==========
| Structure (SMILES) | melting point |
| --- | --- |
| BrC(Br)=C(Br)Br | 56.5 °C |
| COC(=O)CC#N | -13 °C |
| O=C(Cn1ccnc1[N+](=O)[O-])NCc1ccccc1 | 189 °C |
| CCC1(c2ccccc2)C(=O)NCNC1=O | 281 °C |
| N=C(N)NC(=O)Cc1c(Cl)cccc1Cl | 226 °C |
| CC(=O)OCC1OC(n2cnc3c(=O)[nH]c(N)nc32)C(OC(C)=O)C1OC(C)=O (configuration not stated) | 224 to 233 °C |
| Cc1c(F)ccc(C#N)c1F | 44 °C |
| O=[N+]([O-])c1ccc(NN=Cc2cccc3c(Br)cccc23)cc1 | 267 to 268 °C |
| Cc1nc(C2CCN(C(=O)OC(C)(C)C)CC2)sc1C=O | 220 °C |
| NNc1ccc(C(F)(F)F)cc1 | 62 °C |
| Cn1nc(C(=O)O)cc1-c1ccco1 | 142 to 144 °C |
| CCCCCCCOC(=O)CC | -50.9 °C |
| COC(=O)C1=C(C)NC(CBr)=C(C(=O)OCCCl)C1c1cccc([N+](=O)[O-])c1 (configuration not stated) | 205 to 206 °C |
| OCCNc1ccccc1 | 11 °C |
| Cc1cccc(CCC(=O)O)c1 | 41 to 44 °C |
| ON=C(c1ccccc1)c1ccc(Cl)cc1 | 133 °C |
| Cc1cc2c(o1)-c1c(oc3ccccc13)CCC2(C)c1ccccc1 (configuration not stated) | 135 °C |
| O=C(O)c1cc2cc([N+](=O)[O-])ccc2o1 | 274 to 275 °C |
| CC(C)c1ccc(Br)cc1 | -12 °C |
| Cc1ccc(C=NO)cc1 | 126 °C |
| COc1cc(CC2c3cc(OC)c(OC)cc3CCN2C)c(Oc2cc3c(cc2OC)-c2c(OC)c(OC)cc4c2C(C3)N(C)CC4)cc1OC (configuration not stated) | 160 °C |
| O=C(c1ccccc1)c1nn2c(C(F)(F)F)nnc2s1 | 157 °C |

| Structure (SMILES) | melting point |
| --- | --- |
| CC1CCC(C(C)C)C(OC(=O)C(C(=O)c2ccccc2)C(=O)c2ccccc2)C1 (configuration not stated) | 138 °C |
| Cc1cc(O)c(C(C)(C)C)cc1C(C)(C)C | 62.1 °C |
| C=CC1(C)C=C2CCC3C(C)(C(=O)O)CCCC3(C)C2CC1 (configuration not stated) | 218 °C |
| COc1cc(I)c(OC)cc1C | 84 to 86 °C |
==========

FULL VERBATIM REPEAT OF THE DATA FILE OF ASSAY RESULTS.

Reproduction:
| Structure (SMILES) | melting point |
| --- | --- |
| BrC(Br)=C(Br)Br | 56.5 °C |
| COC(=O)CC#N | -13 °C |
| O=C(Cn1ccnc1[N+](=O)[O-])NCc1ccccc1 | 189 °C |
| CCC1(c2ccccc2)C(=O)NCNC1=O | 281 °C |
| N=C(N)NC(=O)Cc1c(Cl)cccc1Cl | 226 °C |
| CC(=O)OCC1OC(n2cnc3c(=O)[nH]c(N)nc32)C(OC(C)=O)C1OC(C)=O (configuration not stated) | 224 to 233 °C |
| Cc1c(F)ccc(C#N)c1F | 44 °C |
| O=[N+]([O-])c1ccc(NN=Cc2cccc3c(Br)cccc23)cc1 | 267 to 268 °C |
| Cc1nc(C2CCN(C(=O)OC(C)(C)C)CC2)sc1C=O | 220 °C |
| NNc1ccc(C(F)(F)F)cc1 | 62 °C |
| Cn1nc(C(=O)O)cc1-c1ccco1 | 142 to 144 °C |
| CCCCCCCOC(=O)CC | -50.9 °C |
| COC(=O)C1=C(C)NC(CBr)=C(C(=O)OCCCl)C1c1cccc([N+](=O)[O-])c1 (configuration not stated) | 205 to 206 °C |
| OCCNc1ccccc1 | 11 °C |
| Cc1cccc(CCC(=O)O)c1 | 41 to 44 °C |
| ON=C(c1ccccc1)c1ccc(Cl)cc1 | 133 °C |
| Cc1cc2c(o1)-c1c(oc3ccccc13)CCC2(C)c1ccccc1 (configuration not stated) | 135 °C |
| O=C(O)c1cc2cc([N+](=O)[O-])ccc2o1 | 274 to 275 °C |
| CC(C)c1ccc(Br)cc1 | -12 °C |
| Cc1ccc(C=NO)cc1 | 126 °C |
| COc1cc(CC2c3cc(OC)c(OC)cc3CCN2C)c(Oc2cc3c(cc2OC)-c2c(OC)c(OC)cc4c2C(C3)N(C)CC4)cc1OC (configuration not stated) | 160 °C |
| O=C(c1ccccc1)c1nn2c(C(F)(F)F)nnc2s1 | 157 °C |

| Structure (SMILES) | melting point |
| --- | --- |
| CC1CCC(C(C)C)C(OC(=O)C(C(=O)c2ccccc2)C(=O)c2ccccc2)C1 (configuration not stated) | 138 °C |
| Cc1cc(O)c(C(C)(C)C)cc1C(C)(C)C | 62.1 °C |
| C=CC1(C)C=C2CCC3C(C)(C(=O)O)CCCC3(C)C2CC1 (configuration not stated) | 218 °C |
| COc1cc(I)c(OC)cc1C | 84 to 86 °C |